Vitamin D Levels in Pregnancy and Baby’s Brain Development
Researchers found that babies of mothers who had adequate vitamin D levels score higher in tests for brain development than babies of those who had lower levels of the vitamin during pregnancy. The study, published in the journal Pediatrics, involved more than 1,800 mothers who were evaluated for vitamin D levels during the second trimester (between the 4th to 6th months) of their pregnancy. Their babies were then tested for mental development and movement skills at 14 months of age, using standardized tests that lasted for about an hour.
The investigators observed that babies of mothers who had optimum vitamin D levels during pregnancy fared better in both tests than babies of women who were deficient in vitamin D. Although there were small differences in test scores, author Eva Morales, MD, PhD, MPH, of the Centre for Research in Environmental Epidemiology in Barcelona believes that these may have large impact on society, considering that there are many pregnant women who have low vitamin D levels. She adds, however, that further studies are needed to demonstrate if these developmental scores can predict future brain development in later life.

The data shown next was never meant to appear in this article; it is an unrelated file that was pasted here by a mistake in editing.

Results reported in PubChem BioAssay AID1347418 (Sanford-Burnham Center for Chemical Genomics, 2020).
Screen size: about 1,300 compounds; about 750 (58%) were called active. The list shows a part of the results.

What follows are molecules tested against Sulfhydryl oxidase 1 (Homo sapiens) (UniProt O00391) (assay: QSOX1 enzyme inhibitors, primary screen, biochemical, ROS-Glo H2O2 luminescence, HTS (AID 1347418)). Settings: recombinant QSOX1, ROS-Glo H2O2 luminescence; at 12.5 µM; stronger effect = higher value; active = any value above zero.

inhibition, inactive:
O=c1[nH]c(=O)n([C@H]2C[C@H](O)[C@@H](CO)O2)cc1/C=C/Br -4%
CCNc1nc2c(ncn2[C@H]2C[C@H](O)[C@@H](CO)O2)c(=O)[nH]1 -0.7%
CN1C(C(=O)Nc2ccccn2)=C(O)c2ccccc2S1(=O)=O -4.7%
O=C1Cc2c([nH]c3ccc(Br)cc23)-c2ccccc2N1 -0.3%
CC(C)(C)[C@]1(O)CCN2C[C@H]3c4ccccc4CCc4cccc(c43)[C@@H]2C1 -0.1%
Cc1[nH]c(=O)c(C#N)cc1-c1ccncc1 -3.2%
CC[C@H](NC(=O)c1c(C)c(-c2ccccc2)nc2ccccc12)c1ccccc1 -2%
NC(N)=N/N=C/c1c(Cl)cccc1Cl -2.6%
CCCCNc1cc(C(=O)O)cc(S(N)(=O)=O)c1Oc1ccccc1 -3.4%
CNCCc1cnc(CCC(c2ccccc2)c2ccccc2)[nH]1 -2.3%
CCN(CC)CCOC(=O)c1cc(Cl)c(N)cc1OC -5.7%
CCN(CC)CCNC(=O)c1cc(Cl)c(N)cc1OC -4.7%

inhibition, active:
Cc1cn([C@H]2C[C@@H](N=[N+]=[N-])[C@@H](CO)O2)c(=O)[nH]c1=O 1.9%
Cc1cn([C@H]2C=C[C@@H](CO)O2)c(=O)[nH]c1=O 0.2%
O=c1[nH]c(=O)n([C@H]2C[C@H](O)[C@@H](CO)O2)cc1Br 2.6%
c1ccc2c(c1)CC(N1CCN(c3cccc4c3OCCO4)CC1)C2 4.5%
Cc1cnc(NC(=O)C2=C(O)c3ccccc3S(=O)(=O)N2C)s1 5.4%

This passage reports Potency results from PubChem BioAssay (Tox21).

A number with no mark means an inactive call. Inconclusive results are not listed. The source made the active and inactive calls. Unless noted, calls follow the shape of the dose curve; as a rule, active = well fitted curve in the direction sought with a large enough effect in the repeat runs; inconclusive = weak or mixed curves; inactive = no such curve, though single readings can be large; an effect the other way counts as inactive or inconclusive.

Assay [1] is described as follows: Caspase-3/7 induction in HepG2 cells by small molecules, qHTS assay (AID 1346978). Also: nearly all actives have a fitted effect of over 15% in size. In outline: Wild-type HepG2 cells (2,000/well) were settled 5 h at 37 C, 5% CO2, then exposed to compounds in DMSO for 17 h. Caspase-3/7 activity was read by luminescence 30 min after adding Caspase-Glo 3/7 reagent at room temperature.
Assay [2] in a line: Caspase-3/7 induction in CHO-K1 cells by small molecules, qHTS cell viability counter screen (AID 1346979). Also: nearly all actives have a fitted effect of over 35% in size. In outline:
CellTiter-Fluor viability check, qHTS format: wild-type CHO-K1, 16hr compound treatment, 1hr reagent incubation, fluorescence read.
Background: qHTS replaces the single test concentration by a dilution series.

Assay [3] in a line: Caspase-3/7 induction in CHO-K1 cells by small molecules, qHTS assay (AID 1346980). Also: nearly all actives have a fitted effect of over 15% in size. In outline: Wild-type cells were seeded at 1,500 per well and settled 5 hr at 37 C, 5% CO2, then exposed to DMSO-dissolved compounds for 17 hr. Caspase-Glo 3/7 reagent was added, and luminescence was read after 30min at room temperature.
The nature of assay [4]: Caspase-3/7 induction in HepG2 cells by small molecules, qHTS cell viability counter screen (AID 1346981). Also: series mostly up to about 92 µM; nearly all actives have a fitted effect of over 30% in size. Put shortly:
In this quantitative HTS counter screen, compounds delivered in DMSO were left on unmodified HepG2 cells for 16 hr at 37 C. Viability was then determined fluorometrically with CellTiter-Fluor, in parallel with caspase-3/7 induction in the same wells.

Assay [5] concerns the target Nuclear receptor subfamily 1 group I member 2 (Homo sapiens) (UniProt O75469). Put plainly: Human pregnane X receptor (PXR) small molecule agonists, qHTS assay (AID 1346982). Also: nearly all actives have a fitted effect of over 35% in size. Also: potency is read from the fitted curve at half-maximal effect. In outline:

Valencia Walker, MD, a neonatologist at Mattel Children’s Hospital UCLA reviewed the study and states that it provides additional evidence that having adequate vitamin D levels before and during pregnancy is important. She states that certain groups of women are at risk for low vitamin D, such as the overweight or obese, women with dark skin and those who belong to lower socioeconomic levels. Women who live in northern states do not get enough sun exposure especially during winter, and are also vulnerable to vitamin D deficiency. Vitamin D is synthesized in the skin upon exposure to sunlight; hence it also called the “sunshine vitamin.”
McMillen, M. Vitamin D in Pregnancy May Be Key for Baby’s Brain. WebMD.